Franchising is described as a method of structuring a productive relationship between two parties in which both contribute to the production or distribution of the product and service. It is a contractual relationship between a franchisor and a franchisee whereby a franchisor would permit a franchisee to make use of his/her trademark or patent, distribution network and commercial know-how in return for a royalty fee attached to a license.
The franchisor may also provide the marketing image as well as technical assistance for the duration of the agreement. Franchising does offer the perfect opportunity for expanding a franchisor’s business while retaining his/her competitive edge.
In order to ensure uniformity in the presentation and selling of goods/ services, the franchisor may insist on certain requirements amongst its franchisees, such as requiring them to obtain stock from him/her or from selected suppliers or to produce the stock in accordance with the franchisor’s specifications. In addition to the need to protect intellectual property rights such as trademark, the franchisor also supervises the location, the décor, and may arrange premises in accordance with the distinctive layout/format associated with the franchise. Despite all of these, it is important to realize that the franchisee’s business is an independent business to that of the franchisor.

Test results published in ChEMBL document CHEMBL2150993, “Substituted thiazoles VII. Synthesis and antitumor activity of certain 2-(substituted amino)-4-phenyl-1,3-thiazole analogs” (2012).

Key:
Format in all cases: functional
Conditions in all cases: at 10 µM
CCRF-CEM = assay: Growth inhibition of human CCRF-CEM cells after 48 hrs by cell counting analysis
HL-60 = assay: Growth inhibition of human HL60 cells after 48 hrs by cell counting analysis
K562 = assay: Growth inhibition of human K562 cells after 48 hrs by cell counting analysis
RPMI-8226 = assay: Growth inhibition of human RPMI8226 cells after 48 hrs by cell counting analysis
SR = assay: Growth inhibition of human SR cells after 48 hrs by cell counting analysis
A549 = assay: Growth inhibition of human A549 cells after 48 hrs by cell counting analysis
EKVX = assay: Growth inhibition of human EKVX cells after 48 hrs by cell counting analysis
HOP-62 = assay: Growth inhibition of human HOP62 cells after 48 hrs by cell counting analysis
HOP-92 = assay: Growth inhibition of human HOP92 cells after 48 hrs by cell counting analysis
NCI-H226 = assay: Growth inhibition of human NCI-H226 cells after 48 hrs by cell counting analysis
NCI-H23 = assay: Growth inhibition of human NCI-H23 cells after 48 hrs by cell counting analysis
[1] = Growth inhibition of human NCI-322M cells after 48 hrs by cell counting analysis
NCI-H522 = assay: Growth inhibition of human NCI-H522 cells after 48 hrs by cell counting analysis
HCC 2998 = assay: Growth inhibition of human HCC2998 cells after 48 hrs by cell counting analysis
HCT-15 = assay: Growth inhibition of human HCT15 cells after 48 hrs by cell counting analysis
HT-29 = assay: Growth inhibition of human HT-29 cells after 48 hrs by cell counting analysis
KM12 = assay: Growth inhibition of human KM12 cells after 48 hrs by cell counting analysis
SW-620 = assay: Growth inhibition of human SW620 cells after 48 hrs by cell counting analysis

Inasmuch as this industry is described as a specialized sector with all the good intentions, it is also a business concept or model whereby the franchisors and the franchisees are engaged in an economic activity. Therefore, in terms of section 3(1), the competition legislation does apply to franchising agreements, as they constitute an economic activity within or having an effect within the Republic.